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Louisiana's resources severely strained by historic rash of wildfires

“Never in the recorded history of the state have we ever seen fires of this magnitude and this scope,” said Louisiana Agriculture & Forestry Commissioner Mike Strain

BATON ROUGE, La. — From the air, state leaders are getting a view of something they call historic.

“Never in the recorded history of the state have we ever seen fires of this magnitude and this scope,” said Louisiana Agriculture and Forestry Commissioner Mike Strain.

Strain says as of Monday there were multiple active wildfires in the state, three of them considered major. Those major fires were in St. Tammy, Rapides, and Beauregard Parishes.

“Our firefighters, many of them have been going solid now for a week,” said Strain.

Strain says the state is using tremendous amounts of resources, from manpower to fuel. To help get enough crews where they need to be the Louisiana Fire Marshal’s Office is lending a hand.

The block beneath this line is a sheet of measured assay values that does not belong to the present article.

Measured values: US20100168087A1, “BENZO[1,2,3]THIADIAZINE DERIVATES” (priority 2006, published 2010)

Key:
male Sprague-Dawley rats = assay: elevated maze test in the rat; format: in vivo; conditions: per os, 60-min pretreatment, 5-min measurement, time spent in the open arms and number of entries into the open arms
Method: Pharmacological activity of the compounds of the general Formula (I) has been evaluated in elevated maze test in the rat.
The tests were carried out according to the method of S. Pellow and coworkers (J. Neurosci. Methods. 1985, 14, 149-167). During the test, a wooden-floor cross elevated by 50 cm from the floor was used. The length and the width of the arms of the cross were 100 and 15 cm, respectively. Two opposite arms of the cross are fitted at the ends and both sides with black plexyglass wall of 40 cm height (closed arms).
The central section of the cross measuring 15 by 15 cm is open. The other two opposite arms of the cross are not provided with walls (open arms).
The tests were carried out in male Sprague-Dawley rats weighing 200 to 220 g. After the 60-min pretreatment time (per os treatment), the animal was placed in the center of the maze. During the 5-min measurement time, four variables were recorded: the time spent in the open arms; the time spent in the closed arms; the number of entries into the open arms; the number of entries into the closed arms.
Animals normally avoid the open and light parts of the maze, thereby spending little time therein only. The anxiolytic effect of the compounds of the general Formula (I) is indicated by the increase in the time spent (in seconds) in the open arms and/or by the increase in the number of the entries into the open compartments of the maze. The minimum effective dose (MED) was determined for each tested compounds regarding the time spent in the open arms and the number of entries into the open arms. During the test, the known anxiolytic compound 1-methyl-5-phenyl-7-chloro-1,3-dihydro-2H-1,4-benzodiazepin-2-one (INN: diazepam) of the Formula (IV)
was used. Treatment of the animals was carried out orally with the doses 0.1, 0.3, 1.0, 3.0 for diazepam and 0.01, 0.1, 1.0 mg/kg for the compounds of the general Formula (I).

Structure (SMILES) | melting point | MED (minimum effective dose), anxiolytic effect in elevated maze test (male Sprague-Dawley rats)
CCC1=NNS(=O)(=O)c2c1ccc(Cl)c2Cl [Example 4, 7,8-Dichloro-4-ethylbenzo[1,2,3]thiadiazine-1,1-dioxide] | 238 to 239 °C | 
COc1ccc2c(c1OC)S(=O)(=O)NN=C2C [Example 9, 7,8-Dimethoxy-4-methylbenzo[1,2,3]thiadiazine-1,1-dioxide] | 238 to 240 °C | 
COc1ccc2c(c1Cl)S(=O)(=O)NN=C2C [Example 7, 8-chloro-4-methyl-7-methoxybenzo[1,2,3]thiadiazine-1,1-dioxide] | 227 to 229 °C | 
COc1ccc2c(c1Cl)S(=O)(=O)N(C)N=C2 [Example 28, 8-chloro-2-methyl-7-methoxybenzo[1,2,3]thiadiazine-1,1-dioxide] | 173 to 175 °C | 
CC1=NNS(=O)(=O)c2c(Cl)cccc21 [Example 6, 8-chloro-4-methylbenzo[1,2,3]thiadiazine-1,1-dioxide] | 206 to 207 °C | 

“We’re turning around to other fire departments, saying ‘fire departments who want to help, what can you help with, who can you send,’” said Public Affairs Dir. Ashley Rodrigue.

That need has Louisiana relying on help from other states as well.

‘We have strike teams coming in from all over the United Sates and they’re working with us,” said Strain.

There’s also work being done to help people in places like Beauregard Parish where at one point flames threatened the town of Merryville, forcing evacuations.

“We are sending supplies and basically whatever they ask for, and we have, their way,” said John McConnell who works with the Terrebonne Churches United Food Bank in Houma.

Relief organizations like the TCU Food Bank are collecting donations to send directly to impacted areas.

“Of those the things people want from us are things we make called day bags. It’s better than MREs. One bag serves one man for one day,” said McConnell.

Strain expects those days to continue. He says dry conditions, wind, and lingering debris from recent hurricanes are fueling the fires. Even if it rains, he says it won’t be enough to ease concerns.

“We are in this for the long haul. We expect to be in full battle mode probably for at least another month,” said Strain.

That’s another month adding to an already unprecedented statewide battle.

If you’d like to donate to the Terrebonne Churches United Food Bank to help with relief efforts, you can do so by clic.king here

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